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Thornhill MH, Suda KJ, Durkin MJ, Lockhart PB. Is it time US dentistry ended its opioid dependence? Journal of the American Dental Association (1939). 2019 Oct 1; 150(10):883-889.
In 2017, 11.4 million US citizens misused prescription opioids, resulting in 46 overdose deaths daily and a $78.5 billion burden on the economy. Dentists are one of the most frequent prescribers of opioids, and there is concern that dental prescribing is contributing to the opioid crisis.
A 2019 study showed 22.3% of US dental prescriptions were for opioids compared with 0.6% of dental prescriptions in England where nonsteroidal anti-inflammatory drugs (NSAIDs) and acetaminophen accounted for most analgesic prescriptions. This observation prompted a review of international analgesic prescribing habits and of the advantages and disadvantages of opioids and NSAIDs for treating dental pain.
US opioid prescribing far exceeded that in other countries where NSAIDs accounted for most dental analgesic prescribing. Furthermore, results from reviews published respectively in 2018 and 2016 help confirm that NSAIDs and NSAID-acetaminophen combinations are as effective as or more effective than opioids for controlling dental pain and cause significantly fewer adverse effects.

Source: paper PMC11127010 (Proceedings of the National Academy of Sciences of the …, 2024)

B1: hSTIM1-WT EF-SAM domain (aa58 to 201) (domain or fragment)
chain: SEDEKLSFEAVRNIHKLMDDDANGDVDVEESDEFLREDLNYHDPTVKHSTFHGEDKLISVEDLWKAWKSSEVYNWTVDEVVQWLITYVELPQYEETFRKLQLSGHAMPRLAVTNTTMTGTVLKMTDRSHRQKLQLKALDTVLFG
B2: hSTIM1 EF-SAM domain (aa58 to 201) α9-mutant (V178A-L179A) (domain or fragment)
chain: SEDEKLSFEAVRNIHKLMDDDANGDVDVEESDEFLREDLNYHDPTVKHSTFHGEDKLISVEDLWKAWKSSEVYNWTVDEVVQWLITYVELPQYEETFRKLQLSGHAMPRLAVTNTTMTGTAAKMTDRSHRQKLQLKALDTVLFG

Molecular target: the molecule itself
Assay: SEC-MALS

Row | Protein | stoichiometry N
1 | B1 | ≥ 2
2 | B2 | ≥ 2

In light of the potential for misuse and evidence that NSAIDs are as effective as opioids and have fewer adverse effects, there is clear patient benefit in avoiding opioids for the prevention or management of dental pain.
A growing preponderance of evidence shows that opioids are not needed for routine oral health care. This article provides an overview of the evidence and outlines possible pain management models to minimize opioid use in dentistry. The purpose is to stimulate debate about this important topic and encourage the development of definitive guidance by professional bodies, health care providers, and state and federal agencies.